I don’t need to watch every single piece of MCU content in an attempt to stay within an increasingly unwieldy loop. I can pick and choose the parts of the universe that interest me. For example, I’m really looking forward to Black Panther: Wakanda Forever, but have next to zero interest in the upcoming series Echo. If I start a new MCU show on Disney Plus and it doesn’t grab me, surely it makes logical sense to bow out once I’m sure the series isn’t for me — that’s the approach I’d take with any non-MCU show after all.
The interconnected nature of the MCU has made me believe that in order to enjoy any of it, I must consume all of it, but I'm no longer convinced that's true. I’ve argued before that I want the MCU to slow down for a breath, but clearly, that’s not going to happen anytime soon. It’s full steam ahead for the foreseeable future. So a new strategy was clearly needed.
Going forward, instead of demanding that the MCU bend to my wants or forcing myself to watch mediocre content, I’m instead going to curate the franchise myself picking out the movies/shows that appeal to me and letting the other stuff fall by the wayside.
This new approach is already getting me excited about the MCU again. Now when I look at the list of upcoming MCU movies and TV shows instead of feeling overwhelmed with how much stuff is on the horizon, I pick out the highlights that interest me most. Plus, if any of the content I choose to skip ultimately enjoy a rave reception or receive a recommendation from a trusted friend or colleague, I can always circle back and catch up.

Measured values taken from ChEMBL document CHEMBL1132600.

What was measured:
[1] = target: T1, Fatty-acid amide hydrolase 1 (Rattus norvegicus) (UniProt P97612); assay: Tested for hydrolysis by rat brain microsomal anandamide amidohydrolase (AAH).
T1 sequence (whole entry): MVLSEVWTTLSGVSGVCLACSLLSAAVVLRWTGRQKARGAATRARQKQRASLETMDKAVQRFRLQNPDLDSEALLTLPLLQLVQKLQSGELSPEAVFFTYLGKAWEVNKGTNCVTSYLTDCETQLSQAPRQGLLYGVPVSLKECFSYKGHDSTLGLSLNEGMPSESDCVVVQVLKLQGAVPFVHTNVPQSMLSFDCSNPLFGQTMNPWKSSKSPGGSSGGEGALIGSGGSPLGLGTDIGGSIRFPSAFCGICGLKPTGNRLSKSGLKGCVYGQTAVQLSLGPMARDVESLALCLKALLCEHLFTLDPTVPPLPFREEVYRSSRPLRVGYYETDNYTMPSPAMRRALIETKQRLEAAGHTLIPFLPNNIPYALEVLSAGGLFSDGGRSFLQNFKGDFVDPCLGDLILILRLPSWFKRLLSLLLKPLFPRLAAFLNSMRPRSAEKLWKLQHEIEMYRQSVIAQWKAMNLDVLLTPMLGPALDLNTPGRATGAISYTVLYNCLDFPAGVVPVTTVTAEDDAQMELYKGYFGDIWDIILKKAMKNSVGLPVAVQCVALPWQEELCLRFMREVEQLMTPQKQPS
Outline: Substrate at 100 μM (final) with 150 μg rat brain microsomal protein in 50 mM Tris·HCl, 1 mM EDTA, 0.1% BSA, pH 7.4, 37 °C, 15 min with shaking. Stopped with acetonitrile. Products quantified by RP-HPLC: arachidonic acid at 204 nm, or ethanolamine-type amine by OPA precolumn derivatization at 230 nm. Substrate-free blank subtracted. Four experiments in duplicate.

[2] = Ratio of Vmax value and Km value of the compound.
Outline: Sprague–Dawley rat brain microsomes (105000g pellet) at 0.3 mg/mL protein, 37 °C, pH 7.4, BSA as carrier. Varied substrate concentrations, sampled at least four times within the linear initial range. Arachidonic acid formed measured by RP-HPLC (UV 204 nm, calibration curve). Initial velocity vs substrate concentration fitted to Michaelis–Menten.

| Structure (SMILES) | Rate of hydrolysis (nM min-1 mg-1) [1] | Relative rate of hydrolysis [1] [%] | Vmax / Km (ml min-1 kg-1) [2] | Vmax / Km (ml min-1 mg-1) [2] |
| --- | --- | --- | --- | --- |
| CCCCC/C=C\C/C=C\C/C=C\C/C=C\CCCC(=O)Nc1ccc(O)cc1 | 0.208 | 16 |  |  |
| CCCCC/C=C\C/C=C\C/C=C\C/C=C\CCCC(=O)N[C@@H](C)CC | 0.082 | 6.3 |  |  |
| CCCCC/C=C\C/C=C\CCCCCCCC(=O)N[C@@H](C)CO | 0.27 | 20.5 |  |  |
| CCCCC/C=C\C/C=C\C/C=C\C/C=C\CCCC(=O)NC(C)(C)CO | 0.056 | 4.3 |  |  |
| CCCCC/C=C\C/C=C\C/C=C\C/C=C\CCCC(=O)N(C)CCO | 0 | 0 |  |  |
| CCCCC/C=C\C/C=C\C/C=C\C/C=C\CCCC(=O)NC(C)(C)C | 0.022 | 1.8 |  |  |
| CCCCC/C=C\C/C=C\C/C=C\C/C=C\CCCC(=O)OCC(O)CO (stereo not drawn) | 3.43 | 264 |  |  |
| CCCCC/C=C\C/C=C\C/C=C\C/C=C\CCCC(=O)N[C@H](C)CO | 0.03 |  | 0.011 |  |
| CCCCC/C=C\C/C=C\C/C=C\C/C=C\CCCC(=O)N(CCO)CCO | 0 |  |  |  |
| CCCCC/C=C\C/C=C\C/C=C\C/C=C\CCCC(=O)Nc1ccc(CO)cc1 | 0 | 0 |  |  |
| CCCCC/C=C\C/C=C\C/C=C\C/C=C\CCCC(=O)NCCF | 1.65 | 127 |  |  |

Now that the MCU appears to be prioritizing sheer quantity over quality, taking a more selective approach is the only way I can see to avoid Marvel burnout. And the last thing I want is to be so sick of the MCU that when the next big event movie hits theatres I'm not even interested. So, if you're starting to feel Marvel fatigue, I suggest you do adopt a similar strategy as well.
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The fourth-wall-breaking humor felt uninspired, and Walters’ ability to turn into a big green rage monster so far appears almost unnecessary to the story."
I mean that's what she-hulk does she breaks the fourth wall. Also how is it unnecessary the whole story is about Jennifer Walters dealing with being able to turn into a hulk and the attention it brings.
Same with the programs.
As you've done, watch a couple as a tester, if it grabs you, fantastic, crack on with the rest, but if it doesn't, no bother, it's on to the next. No time wasted, but those who do enjoy it still get something for them.
Exactly this. It's one thing I haven't understood from people who talk about fatigue. In the comic space, fans know that it would be utterly impossible to stay on top of everything. I myself usually keep up, more or less, with core X-Men books and the Spider-fam. But I don't feel fatigued over not having the time to dive into the Young Avengers (for example).
It's totally fine to not watch some of the shows (or movies) if you aren't feeling them. The interconnected nature of the franchise is nice, but it's also done through Easter eggs that some YouTuber will gladly lay out for us before the next big release. For example, you may have been lost on Wanda's Multiverse of Madness arc if you didn't watch WandaVision, but the actual setup for her character (besides "had kids for a couple of days") was basically the last 20 seconds of the show.
Secondly, the TV shows are genre shows. If you aren't the target audience, then it's harder to project yourself as the protagonist. It's fine to skip it and simply not say anything. Not all media is made exclusively for your demo, and all but one particular demographics seem to understand that.
And the upcoming show Echo, is also based around a female lead and of course you don't want to see that one either. Just very curious to me. But maybe I'm grasping or just seeing a pattern.